Why Sweden now offers taxis in 28 different languages

Why Sweden now offers taxis in 28 different languages
A badge indicating a driver speaks both Swedish and French. Photo: Taxi Stockholm
A Swedish taxi company has launched an ambitious new service that will allow foreign visitors in Stockholm the chance to book multilingual drivers, with up to 28 languages on offer.

Taxi Stockholm claims that with its new “Taxi Translators” project the Swedish capital becomes the first city to offer a truly multilingual taxi service. Their marketing manager Carina Herly told The Local that the idea was inspired by the company’s international workforce.

“We have a lot of drivers from different countries – 90, to be exact. So we came up with the concept that you can book a cab with a driver who speaks the language you want to have,” she explained.

The concept aims to take advantage of Stockholm’s growing popularity as a tourist destination by appealing to visitors who speak limited English.

“While many people of course speak English, some don’t, and others may want to speak a different language to feel more relaxed. So if you speak Spanish, that’s no problem. If you only speak German, that’s not a problem too,” Herly said.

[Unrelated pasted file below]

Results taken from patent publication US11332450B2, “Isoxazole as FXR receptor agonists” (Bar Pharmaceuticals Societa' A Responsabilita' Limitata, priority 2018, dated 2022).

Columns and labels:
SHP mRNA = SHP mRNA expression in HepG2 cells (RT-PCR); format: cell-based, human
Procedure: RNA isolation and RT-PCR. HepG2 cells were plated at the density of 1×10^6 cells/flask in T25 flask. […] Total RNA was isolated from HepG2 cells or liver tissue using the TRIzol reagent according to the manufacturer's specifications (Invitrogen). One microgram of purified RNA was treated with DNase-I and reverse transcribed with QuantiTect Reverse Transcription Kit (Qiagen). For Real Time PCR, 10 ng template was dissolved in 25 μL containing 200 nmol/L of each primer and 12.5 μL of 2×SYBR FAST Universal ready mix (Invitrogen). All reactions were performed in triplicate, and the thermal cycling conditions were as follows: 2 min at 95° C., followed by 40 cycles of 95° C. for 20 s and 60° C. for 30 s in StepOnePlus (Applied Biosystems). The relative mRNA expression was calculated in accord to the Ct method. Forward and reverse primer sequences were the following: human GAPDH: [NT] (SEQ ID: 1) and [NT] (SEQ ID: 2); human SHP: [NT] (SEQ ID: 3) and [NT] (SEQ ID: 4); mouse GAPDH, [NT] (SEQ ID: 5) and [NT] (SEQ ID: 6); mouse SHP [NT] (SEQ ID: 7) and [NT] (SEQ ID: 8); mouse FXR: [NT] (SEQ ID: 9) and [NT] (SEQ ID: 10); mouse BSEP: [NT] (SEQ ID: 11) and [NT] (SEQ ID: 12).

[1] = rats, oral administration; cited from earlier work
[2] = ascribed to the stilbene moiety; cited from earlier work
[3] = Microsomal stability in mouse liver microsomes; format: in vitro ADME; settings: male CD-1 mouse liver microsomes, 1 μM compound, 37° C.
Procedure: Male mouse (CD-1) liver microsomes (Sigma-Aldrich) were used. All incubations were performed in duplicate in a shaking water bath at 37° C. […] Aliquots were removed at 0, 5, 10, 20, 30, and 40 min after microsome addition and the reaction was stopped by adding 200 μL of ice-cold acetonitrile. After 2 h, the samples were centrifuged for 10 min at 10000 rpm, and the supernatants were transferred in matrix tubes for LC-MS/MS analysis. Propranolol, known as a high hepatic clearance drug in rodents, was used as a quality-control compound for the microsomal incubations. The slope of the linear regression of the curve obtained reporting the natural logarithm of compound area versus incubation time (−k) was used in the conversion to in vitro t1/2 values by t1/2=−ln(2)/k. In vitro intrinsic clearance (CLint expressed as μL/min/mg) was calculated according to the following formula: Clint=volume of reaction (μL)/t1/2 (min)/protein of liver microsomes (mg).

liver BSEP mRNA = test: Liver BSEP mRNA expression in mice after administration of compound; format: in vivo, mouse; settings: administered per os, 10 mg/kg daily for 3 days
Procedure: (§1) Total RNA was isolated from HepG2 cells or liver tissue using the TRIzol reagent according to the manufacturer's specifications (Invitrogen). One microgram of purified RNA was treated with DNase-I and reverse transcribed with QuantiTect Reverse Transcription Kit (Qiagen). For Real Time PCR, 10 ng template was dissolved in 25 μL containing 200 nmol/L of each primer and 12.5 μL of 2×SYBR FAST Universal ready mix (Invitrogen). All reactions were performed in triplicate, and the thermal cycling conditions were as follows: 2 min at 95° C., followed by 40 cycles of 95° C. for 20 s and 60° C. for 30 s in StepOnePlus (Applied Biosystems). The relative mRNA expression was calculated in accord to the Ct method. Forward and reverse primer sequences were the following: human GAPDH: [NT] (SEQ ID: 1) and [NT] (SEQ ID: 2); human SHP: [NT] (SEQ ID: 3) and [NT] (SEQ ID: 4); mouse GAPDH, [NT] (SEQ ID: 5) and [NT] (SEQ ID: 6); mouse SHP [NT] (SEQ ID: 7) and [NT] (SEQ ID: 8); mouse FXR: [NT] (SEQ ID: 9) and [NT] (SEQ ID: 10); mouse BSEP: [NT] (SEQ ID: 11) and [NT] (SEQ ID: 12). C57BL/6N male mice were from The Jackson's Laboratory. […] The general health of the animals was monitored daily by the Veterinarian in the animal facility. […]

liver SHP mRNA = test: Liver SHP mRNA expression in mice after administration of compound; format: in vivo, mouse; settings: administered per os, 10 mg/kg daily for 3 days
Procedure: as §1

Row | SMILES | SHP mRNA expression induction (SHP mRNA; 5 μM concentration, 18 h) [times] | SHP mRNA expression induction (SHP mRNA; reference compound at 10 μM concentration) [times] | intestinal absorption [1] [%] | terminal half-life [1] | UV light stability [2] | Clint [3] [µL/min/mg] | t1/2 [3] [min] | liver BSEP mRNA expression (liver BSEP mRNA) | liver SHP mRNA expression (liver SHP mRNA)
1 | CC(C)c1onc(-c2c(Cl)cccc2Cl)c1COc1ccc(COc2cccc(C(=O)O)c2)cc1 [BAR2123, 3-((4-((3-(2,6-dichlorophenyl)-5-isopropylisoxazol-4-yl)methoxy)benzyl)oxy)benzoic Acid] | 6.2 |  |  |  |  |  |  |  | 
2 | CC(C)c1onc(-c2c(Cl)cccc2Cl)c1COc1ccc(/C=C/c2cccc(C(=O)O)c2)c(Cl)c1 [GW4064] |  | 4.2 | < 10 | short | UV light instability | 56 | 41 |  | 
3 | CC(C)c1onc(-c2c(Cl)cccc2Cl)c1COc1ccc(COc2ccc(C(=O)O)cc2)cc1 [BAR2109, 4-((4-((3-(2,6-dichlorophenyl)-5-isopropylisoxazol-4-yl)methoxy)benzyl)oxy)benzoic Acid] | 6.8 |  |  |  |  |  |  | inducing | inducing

The service is available at no additional cost online, as well as through hotels that collaborate with the taxi company. Along with the aforementioned Spanish and German speaking drivers, French, Chinese and Russian are three more of the 28 languages available.

Though currently only a pilot project, the goal is to make it permanent if it proves to be successful. And for marketing manager Herly, it is important to show off the positive side of having a workforce comprised of a variety of different nationalities.

“We’re very proud of our drivers and the fact that they are from so many different countries. We can show that we have a mixture of employees, and that’s important nowadays when there are a lot of things to worry about in the world,” she said.

This is not the first time that Taxi Stockholm has launched an unorthodox initiative for its customers.

In 2014, the company started offering free therapy sessions for passengers. The Local even sent our very own Oliver Gee along for a spin, which was detailed here.